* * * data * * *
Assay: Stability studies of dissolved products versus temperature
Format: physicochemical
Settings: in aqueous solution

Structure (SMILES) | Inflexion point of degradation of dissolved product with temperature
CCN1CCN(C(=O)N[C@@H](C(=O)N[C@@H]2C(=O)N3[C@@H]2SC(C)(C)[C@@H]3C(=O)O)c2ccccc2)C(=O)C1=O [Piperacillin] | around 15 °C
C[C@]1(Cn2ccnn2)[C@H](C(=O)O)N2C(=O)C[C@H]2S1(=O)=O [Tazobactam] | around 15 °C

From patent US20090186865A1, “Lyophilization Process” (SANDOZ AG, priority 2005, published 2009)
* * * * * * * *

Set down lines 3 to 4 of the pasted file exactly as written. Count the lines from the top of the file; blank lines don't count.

Settings: in aqueous solution

Structure (SMILES) | Inflexion point of degradation of dissolved product with temperature